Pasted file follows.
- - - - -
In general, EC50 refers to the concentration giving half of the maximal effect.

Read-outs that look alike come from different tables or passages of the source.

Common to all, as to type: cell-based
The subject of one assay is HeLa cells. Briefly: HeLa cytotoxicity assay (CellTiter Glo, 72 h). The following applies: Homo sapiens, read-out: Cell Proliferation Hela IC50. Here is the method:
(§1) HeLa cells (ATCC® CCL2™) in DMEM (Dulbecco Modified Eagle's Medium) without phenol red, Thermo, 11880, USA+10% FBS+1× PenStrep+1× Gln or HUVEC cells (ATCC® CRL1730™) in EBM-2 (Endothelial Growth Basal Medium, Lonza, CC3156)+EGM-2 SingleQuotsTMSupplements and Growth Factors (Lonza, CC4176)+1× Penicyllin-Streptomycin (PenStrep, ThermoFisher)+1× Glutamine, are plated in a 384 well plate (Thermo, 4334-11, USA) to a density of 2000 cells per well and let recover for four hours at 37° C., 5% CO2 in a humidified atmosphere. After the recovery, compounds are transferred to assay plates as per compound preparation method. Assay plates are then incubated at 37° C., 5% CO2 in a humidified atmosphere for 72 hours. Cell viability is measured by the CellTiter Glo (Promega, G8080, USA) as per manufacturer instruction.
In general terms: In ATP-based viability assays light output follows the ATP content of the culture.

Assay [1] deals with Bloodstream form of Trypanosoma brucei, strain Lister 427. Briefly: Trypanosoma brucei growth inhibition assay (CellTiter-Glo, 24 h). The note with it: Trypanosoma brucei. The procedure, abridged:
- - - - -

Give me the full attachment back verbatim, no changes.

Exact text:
In general, EC50 refers to the concentration giving half of the maximal effect.

Read-outs that look alike come from different tables or passages of the source.

Common to all, as to type: cell-based
The subject of one assay is HeLa cells. Briefly: HeLa cytotoxicity assay (CellTiter Glo, 72 h). The following applies: Homo sapiens, read-out: Cell Proliferation Hela IC50. Here is the method:
(§1) HeLa cells (ATCC® CCL2™) in DMEM (Dulbecco Modified Eagle's Medium) without phenol red, Thermo, 11880, USA+10% FBS+1× PenStrep+1× Gln or HUVEC cells (ATCC® CRL1730™) in EBM-2 (Endothelial Growth Basal Medium, Lonza, CC3156)+EGM-2 SingleQuotsTMSupplements and Growth Factors (Lonza, CC4176)+1× Penicyllin-Streptomycin (PenStrep, ThermoFisher)+1× Glutamine, are plated in a 384 well plate (Thermo, 4334-11, USA) to a density of 2000 cells per well and let recover for four hours at 37° C., 5% CO2 in a humidified atmosphere. After the recovery, compounds are transferred to assay plates as per compound preparation method. Assay plates are then incubated at 37° C., 5% CO2 in a humidified atmosphere for 72 hours. Cell viability is measured by the CellTiter Glo (Promega, G8080, USA) as per manufacturer instruction.
In general terms: In ATP-based viability assays light output follows the ATP content of the culture.

Assay [1] deals with Bloodstream form of Trypanosoma brucei, strain Lister 427. Briefly: Trypanosoma brucei growth inhibition assay (CellTiter-Glo, 24 h). The note with it: Trypanosoma brucei. The procedure, abridged: